3 - 6 March, 2007
Barcelona, Spain
Keynote Lectures

Keynote lectures are plenary sessions which are scheduled for taking about 45 minutes + 10 minutes for questions

Keynote Lectures List:
- Azzelarabe Taleb-Bendiab, Liverpool John Moores University, UK - Download Presentation

- Schahram Dustdar, Information Systems Institute, Vienna University of Technology, Austria - Download Presentation

- Ernesto Damiani, University of Milan, Italy - Download Presentation

Keynote Lecture 1 - Autonomic Computing Meets Complex Information Systems: Theory and Practice

Dr. Azzelarabe Taleb-Bendiab
Liverpool John Moores University

Brief Bio of Dr. Azzelarabe Taleb-Bendiab

Prof. A. Taleb-Bendiab is Professor of Computer Science and Head of Research at the School of Computing and Mathematical Sciences, Liverpool John Moores University, UK. He has over 15 years experience in conducting research and teaching in the areas of distributed software engineering, information systems and web technology. He has published widely in the area of distributed information systems engineering, grid computing and autonomic computing, and has a number of awards including: the Best Innovative Paper at the IEEE International Conference on Self-Organising and Self-Adaptive Systems, 2005, and best paper at the IEEE International Conference of Autonomic Computing (ICAS), 2006.
Prof. Taleb-Bendiab research group focuses on distributed software engineering with the overall aim to investigate the fundamental requirements and the development of generic frameworks and/or associated formal modelling methods for the engineering of self-adaptive and self-organising systems. Central to its objectives, the group aims at narrowing the gap between the theory and practice of high-assurance, dependable and evolving software, and facilitating their introduction and deployment in business environments. This constitutes a key research direction in the School and underpins research effort in middleware for networked appliances, sensor and actuator networks and security. The group has a number of UK research council and private/public sector funded projects. The Group has (01) Professor, (02) Principal lecturers, (07) senior lecturers, (02) research assistants and (14) PhD research students.
Prof. Taleb-Bendiab has a well-developed collaborative track record with UK private and public sector organisations and international companies including; (i) Software evolution (UK Research Council, 1998-2000), (ii) High-assurance decision support systems for breast cancer (UK Research Council, 2002-2005), (iii) E-health middleware and software services for NHS Dental Services (UK NHS funded project 2005-2007), (iv) Taiwan Telecom Ltd (2001–2004) on distributed software engineering training and consultancy related to National Taiwanese E-government platform and software services.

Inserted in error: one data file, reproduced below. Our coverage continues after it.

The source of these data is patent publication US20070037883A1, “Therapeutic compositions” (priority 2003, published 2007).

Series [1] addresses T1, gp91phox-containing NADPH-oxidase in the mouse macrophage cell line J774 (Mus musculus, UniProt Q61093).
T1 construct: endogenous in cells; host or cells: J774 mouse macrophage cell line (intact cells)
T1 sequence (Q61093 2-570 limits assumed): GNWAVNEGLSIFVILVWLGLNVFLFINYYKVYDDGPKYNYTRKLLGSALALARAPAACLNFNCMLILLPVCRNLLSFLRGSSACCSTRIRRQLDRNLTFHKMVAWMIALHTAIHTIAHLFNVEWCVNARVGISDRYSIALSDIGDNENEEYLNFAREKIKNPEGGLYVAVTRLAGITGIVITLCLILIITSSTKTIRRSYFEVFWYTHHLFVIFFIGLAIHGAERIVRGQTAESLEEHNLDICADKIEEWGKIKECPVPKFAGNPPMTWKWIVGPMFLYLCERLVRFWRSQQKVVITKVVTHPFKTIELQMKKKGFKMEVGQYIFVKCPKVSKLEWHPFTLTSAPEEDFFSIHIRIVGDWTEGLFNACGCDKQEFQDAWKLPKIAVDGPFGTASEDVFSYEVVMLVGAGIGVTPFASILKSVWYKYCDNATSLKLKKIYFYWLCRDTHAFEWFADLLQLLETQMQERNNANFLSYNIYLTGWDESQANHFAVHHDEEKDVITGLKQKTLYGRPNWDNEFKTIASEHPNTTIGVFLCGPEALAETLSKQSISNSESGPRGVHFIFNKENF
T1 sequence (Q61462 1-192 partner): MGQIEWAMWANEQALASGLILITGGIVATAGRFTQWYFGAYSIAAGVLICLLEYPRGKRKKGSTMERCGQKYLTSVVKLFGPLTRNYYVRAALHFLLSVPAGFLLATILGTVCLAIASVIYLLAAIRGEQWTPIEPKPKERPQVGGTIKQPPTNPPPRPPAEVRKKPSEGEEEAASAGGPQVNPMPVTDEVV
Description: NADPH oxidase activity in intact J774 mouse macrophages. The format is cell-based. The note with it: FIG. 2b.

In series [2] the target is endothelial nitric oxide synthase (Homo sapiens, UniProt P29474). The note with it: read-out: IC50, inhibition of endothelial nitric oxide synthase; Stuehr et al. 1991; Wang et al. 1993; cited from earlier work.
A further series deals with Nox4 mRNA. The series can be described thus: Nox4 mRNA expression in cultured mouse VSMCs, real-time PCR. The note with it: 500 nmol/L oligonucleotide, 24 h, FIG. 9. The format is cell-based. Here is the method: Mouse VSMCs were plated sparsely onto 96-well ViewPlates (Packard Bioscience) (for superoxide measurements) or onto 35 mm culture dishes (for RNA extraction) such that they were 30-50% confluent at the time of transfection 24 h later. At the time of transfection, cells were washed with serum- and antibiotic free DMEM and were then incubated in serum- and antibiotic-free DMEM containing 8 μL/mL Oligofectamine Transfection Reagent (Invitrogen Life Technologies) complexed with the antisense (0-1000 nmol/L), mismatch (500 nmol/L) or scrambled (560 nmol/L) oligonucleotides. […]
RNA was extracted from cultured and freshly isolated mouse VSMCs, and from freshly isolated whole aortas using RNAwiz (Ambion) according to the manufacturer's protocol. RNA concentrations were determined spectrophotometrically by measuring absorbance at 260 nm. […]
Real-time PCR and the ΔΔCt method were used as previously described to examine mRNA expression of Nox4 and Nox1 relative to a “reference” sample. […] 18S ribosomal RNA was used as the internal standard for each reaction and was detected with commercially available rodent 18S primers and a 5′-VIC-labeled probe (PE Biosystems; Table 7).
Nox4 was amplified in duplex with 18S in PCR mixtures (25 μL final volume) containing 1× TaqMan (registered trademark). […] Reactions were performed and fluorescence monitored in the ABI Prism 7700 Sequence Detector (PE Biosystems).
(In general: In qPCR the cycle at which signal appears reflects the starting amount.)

He is a member of the UK research Council Peer Review and reviewed research projects for the Dutch Research Council. He is also a member of conference/workshop Technical and/or Organising Programme Committees including: (i) Self-Organization and Cybernetics for Informatics, IEEE Systems, Man, and Cybernetics Society. (ii) IEEE International Conference on Autonomic and Autonomous Systems (ICAS), 2006-07. (iii) NetObject 2006-7 [advisory Board member]. (iv) IEEE CONSUMER COMMUNICATIONS AND NETWORKING CONFERENCE (CCNC), 2003-7. (v) Ease 2005-7. (vi) SAACS’05-07 [Co-Chair, TCP and Sessions Chair], IEEE International Conference. (vii) IEEE International Conference on Self-Organization and Autonomic Systems (SOAS), 2005-07.


Over the years, ICT has enriched and pervaded every part of our lives yielding numerous socio-technical benefits. Along with such benefits came increased requirements for improved systems’ functionality, interoperability, dependability, accessibility and ease of use to name but a few. This engendered a myriad of technical challenges providing fertile research grounds to explore new computational models such as those inspired by biological concepts. Which aim to imbue future information systems with self-managing capabilities to adapt autonomously to their users’ requirements and environments. For instance, to recover from an encountered/anticipated system failure, protect itself from security vulnerability/attacks, tune its performance to guaranty its service level agreement, or simply reconfigure to accommodate new services.